Easy Melodic Soloing Using Chord Tones

Easy Melodic Soloing Using Chord Tones

Ever wondered why you feel so many emotions every time you listen to David Gilmour's Comfortably Numb first solo? Obviously, the main solo is phenomenal as well, but that's for other reasons.
Well, if you're like most people, the first solo hits differently. It's kind of nostalgic and bitter-sweet. And that's because David Gilmour is doing something particular that we'll address in our lesson today.

Today's lesson is about melodic improvisation and soloing, using only a few notes; this will work for players of all levels. We will not use scales or licks for this guitar improvisation lesson, so that you can put all of that on the side for now.

The system I want to tell you about is triad soloing or chord tone soloing. Now, if you have no theory background and these terms are confusing, DO NOT worry; this is way easier than it sounds!

So, what is chord tones soloing on guitar? let's suppose we're playing over a track. We have an A major chord going on. We usually would play the A major scale or the A major pentatonic, but now we will limit ourselves to the notes of the chord or chord tones, so in this example, the notes of the A major triad are (A C# E).

This instantly makes you sound more melodic and forces you to put more emphasis on your phrasing to keep things interesting. If you don't know how to find chord tones, don't worry. Here is a quick and easy way to go about it.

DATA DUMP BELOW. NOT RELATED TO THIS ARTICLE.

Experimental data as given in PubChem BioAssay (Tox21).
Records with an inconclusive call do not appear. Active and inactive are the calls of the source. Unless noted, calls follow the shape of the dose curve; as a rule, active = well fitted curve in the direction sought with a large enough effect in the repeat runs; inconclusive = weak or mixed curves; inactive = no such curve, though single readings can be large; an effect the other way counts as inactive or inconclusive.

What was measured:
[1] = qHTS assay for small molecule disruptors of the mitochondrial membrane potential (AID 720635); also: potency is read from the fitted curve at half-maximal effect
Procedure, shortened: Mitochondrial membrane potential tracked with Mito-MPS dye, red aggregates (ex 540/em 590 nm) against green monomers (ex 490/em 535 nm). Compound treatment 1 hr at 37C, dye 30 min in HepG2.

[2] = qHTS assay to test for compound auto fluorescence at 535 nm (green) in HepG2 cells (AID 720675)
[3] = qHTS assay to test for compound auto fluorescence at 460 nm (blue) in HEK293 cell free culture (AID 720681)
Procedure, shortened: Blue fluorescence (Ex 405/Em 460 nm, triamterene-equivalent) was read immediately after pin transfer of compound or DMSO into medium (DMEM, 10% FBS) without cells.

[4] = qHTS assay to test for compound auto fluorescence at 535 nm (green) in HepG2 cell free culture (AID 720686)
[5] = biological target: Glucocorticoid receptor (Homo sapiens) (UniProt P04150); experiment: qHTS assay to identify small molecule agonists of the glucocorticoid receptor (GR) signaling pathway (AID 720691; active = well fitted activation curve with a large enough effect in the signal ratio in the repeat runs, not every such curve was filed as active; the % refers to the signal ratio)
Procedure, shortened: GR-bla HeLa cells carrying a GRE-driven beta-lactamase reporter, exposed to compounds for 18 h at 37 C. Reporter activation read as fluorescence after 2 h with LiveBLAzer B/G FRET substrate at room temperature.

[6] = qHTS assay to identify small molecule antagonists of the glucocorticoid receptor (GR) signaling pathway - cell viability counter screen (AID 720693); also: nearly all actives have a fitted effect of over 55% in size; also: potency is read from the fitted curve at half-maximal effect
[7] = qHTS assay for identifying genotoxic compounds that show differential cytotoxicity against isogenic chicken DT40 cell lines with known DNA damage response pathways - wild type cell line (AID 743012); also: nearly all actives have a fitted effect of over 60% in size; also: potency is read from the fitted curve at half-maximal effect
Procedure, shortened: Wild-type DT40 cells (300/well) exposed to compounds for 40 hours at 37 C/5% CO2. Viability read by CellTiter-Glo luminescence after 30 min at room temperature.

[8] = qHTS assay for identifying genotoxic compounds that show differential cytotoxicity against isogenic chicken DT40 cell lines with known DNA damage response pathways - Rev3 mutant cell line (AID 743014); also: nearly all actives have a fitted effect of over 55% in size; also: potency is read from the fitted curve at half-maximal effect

Finding The Chord Tones

Let's take A major scale. We are basically going to play the one three and five (1-3-5) of the scale, so for this example, we take the A major scale's first, third, and fifth notes.

Starting from the A on fret five of the low E string, we're going to play:
• The first note of the scale, or root note (which is A)
• The third note of the scale (which is C#)
• The fifth note of the scale (which is E)

Check out the diagram below for reference.

A Major Scale on the Guitar
And that's how we find our chord tones: A, C#, and E respectively.

Check out the video lesson @2:09 for a quick visual demonstration.

What would happen if we wanted to find the triads of a minor chord? Well, we could:
• Think of it as finding the first, third, and fifth note of the corresponding minor scale
• Or just follow the same process above, then flatten the third (take it down a half step or down 1 fret on the guitar)

So, if we take A, for example:
1. The A major triad we found was A (the root) C# (the third) and E (the fifth)
2. We want to flatten the third so, C# becomes C.
3. Giving us the A minor triad: A (the root) C (the minor third), and E (the fifth).

And that's how we find the chord tones of every single chord in our progression.
Let's use those to make our solos and improvisation more melodic!

How To Improvise Using Triads

Now for us to improvise using chord tones only, we need to memorize the notes for every chord and follow along with the progression. 

I created a backing track for you in A major just for this lesson, it's changing between A and D at first, and then it goes to a minor part but for the purpose of this lesson let's just stick to the first part for now.
We would play:
• On A, the chord tones of A (A C# and E)
• On D, the chord tones of D (D F and A)
Check out @4:17 for a demonstration

Even with just playing chord tones it already sounds cool and melodic, but this is where it gets tricky; you need to be able to play those chord tones everywhere on the fretboard. This is where you'll need your theory, and in case you don't know how, here is another lesson where I teach you how to find any note everywhere on the neck!!